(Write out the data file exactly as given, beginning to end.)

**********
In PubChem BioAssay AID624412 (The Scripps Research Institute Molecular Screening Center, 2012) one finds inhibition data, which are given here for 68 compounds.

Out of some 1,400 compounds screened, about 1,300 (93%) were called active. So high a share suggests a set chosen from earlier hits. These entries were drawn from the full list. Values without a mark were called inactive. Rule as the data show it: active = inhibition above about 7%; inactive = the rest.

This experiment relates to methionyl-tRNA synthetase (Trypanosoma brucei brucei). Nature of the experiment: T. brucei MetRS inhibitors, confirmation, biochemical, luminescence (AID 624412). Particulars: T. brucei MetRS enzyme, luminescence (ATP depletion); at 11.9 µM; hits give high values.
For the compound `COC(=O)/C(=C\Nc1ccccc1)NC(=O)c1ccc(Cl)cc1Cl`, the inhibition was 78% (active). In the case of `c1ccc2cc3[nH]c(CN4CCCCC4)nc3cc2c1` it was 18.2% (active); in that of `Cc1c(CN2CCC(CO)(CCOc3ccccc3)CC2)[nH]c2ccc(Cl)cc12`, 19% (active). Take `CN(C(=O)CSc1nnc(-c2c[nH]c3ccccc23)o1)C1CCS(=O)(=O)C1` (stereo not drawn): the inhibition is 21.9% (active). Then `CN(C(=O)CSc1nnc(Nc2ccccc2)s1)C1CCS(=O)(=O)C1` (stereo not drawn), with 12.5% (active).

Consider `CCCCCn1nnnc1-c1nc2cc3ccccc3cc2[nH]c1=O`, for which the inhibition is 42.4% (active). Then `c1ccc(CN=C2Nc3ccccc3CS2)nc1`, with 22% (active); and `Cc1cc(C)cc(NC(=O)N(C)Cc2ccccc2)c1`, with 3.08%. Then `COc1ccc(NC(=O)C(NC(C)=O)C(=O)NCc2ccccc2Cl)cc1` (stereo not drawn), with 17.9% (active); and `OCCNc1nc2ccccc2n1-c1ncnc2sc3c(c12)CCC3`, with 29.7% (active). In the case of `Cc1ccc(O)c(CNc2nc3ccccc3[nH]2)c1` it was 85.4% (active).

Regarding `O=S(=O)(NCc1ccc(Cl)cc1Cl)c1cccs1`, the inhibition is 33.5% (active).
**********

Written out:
In PubChem BioAssay AID624412 (The Scripps Research Institute Molecular Screening Center, 2012) one finds inhibition data, which are given here for 68 compounds.

Out of some 1,400 compounds screened, about 1,300 (93%) were called active. So high a share suggests a set chosen from earlier hits. These entries were drawn from the full list. Values without a mark were called inactive. Rule as the data show it: active = inhibition above about 7%; inactive = the rest.

This experiment relates to methionyl-tRNA synthetase (Trypanosoma brucei brucei). Nature of the experiment: T. brucei MetRS inhibitors, confirmation, biochemical, luminescence (AID 624412). Particulars: T. brucei MetRS enzyme, luminescence (ATP depletion); at 11.9 µM; hits give high values.
For the compound `COC(=O)/C(=C\Nc1ccccc1)NC(=O)c1ccc(Cl)cc1Cl`, the inhibition was 78% (active). In the case of `c1ccc2cc3[nH]c(CN4CCCCC4)nc3cc2c1` it was 18.2% (active); in that of `Cc1c(CN2CCC(CO)(CCOc3ccccc3)CC2)[nH]c2ccc(Cl)cc12`, 19% (active). Take `CN(C(=O)CSc1nnc(-c2c[nH]c3ccccc23)o1)C1CCS(=O)(=O)C1` (stereo not drawn): the inhibition is 21.9% (active). Then `CN(C(=O)CSc1nnc(Nc2ccccc2)s1)C1CCS(=O)(=O)C1` (stereo not drawn), with 12.5% (active).

Consider `CCCCCn1nnnc1-c1nc2cc3ccccc3cc2[nH]c1=O`, for which the inhibition is 42.4% (active). Then `c1ccc(CN=C2Nc3ccccc3CS2)nc1`, with 22% (active); and `Cc1cc(C)cc(NC(=O)N(C)Cc2ccccc2)c1`, with 3.08%. Then `COc1ccc(NC(=O)C(NC(C)=O)C(=O)NCc2ccccc2Cl)cc1` (stereo not drawn), with 17.9% (active); and `OCCNc1nc2ccccc2n1-c1ncnc2sc3c(c12)CCC3`, with 29.7% (active). In the case of `Cc1ccc(O)c(CNc2nc3ccccc3[nH]2)c1` it was 85.4% (active).

Regarding `O=S(=O)(NCc1ccc(Cl)cc1Cl)c1cccs1`, the inhibition is 33.5% (active).